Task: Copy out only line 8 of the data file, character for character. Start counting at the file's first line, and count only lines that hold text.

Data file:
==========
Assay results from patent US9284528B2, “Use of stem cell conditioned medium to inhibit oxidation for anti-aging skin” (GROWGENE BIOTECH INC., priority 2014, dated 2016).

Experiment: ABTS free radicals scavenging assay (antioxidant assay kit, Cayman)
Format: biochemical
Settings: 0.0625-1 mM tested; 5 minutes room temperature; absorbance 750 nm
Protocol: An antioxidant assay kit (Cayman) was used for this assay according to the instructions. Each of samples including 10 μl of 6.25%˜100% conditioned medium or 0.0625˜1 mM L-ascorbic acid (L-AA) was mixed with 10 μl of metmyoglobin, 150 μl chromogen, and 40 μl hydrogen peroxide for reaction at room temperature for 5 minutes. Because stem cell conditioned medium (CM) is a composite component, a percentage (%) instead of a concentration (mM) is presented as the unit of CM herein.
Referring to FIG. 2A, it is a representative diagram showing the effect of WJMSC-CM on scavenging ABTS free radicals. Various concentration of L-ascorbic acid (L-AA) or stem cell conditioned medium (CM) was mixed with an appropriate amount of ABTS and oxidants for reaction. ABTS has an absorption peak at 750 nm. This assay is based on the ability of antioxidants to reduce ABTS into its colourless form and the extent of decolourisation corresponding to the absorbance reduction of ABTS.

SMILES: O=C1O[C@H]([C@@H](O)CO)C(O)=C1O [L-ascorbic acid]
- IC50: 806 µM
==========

- IC50: 806 µM